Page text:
In this novel, a dime-store cashier’s life overturns when she becomes an assistant to Marilyn Monroe for eight days.
It’s 1958, and Penny Parker, 20-something, is working the cash register at the Cornet Five & Dime when she gets the news: She’s won a random drawing to assist Marilyn Monroe, who’s in San Diego shooting Some Like It Hot at the city’s famous Hotel del Coronado. Penny loves the movies and their promise of adventure and glamor, but she doesn’t long for stardom or beauty. Penny criticizes herself for being fat and believes she’d be lucky to have an ordinary life, “a husband, a home and a family of my own making,” along with a “best, best, best girlfriend.” To her surprise, Penny hits it off well with the moody actress. They have many chats and several adventures off set: prepping Penny for a date with handsome widower Steele Wright, whose young son Penny saves from drowning; going on a cross-dressed night on the town with Jack Lemmon and Tony Curtis; and facing down a psychotic stalker who’s after Marilyn—a story the public can never know. But supernatural help is on their side, including two ghosts, a Ouija board, and a fortuneteller. In between and afterward, Penny has revelations about herself, her often difficult family, and Frankie Holland, a childhood friend who works with her at the dime store. Lentz (Blossom on the Road of Dreams, 2017, etc.) offers a well-judged blend of romance, wish fulfillment, glamor, suspense, and the paranormal. It’s fun to see the filming of a classic movie from behind the scenes, and wisecracking, down-to-earth Penny is a good contrast to Marilyn’s sensitive fragility. The pacing is problematic, with a dangerous confrontation getting resolved long before the ending; the final chapters, important as they are to the story, feel somewhat anticlimactic. The text is generally well-researched, though dialogue can sound overly contemporary: “You know, karma’s only a bitch if you are.”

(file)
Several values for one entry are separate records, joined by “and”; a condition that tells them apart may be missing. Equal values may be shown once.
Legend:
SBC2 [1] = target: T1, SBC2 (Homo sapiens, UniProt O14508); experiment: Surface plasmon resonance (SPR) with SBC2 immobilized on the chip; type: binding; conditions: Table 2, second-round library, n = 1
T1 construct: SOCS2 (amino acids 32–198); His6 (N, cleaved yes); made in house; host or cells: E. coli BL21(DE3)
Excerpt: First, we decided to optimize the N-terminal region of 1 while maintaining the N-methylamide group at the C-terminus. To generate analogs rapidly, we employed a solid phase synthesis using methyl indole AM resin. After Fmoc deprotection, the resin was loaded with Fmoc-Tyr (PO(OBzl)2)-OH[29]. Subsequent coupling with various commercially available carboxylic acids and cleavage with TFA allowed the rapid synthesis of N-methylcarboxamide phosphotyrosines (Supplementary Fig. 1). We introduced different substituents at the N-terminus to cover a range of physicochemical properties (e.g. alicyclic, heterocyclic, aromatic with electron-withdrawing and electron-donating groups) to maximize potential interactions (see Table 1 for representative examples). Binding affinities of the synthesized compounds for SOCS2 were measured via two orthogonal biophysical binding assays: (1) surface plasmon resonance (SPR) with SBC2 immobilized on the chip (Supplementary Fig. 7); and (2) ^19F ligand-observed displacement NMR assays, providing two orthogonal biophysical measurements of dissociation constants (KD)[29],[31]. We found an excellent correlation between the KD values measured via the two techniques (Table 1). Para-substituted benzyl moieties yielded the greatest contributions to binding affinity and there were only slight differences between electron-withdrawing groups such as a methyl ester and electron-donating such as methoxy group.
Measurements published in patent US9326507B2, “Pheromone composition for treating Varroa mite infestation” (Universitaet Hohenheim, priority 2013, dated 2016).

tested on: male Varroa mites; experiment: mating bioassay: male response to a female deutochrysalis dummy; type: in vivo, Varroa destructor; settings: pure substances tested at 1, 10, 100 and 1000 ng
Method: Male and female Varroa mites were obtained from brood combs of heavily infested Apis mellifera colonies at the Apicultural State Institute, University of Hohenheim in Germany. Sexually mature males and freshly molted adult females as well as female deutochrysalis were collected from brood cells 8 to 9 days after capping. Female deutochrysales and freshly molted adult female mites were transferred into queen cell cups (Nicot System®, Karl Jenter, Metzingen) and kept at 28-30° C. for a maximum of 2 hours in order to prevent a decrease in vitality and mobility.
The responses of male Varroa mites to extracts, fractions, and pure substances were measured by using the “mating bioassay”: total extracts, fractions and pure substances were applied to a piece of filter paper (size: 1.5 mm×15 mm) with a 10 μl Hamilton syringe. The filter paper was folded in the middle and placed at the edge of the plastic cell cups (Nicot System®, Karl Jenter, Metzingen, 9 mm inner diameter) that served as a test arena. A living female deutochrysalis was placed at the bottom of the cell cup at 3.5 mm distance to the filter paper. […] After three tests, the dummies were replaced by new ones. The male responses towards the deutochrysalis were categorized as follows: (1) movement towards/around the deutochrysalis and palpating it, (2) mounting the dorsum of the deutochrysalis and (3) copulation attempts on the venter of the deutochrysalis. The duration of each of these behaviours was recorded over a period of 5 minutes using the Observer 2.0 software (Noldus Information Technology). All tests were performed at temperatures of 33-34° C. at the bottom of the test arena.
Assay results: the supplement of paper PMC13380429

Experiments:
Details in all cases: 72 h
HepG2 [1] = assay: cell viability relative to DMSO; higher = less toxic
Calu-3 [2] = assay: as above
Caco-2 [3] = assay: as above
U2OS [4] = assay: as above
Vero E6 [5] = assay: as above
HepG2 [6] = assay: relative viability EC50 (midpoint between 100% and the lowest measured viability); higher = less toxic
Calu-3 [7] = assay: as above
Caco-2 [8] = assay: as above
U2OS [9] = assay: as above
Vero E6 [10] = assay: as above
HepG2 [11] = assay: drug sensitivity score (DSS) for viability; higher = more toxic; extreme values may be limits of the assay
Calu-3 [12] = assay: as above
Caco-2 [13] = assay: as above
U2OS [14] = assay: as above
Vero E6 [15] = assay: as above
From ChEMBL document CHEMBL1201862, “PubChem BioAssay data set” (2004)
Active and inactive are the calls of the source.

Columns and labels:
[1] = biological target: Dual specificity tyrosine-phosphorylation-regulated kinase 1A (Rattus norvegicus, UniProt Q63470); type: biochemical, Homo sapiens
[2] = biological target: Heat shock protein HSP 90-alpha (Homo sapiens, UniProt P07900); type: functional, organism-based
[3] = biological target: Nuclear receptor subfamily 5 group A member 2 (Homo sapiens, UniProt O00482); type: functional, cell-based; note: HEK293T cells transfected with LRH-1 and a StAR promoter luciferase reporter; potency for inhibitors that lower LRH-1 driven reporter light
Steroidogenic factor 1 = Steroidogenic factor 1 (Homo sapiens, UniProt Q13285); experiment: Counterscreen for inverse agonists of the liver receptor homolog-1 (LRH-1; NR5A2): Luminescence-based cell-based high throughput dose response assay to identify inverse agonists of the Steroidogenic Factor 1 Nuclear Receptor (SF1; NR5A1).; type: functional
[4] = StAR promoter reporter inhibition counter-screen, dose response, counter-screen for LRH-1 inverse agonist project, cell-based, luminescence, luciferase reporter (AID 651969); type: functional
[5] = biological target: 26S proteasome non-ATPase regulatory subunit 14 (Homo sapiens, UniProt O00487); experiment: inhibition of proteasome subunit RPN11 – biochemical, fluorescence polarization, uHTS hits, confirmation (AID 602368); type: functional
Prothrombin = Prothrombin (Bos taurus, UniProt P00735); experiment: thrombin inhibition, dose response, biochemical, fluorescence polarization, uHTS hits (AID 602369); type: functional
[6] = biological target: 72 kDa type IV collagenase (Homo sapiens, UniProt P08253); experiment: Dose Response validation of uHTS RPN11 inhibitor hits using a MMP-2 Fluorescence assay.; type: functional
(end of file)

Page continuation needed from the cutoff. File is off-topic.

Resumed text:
An entertaining fantasy with a few missteps.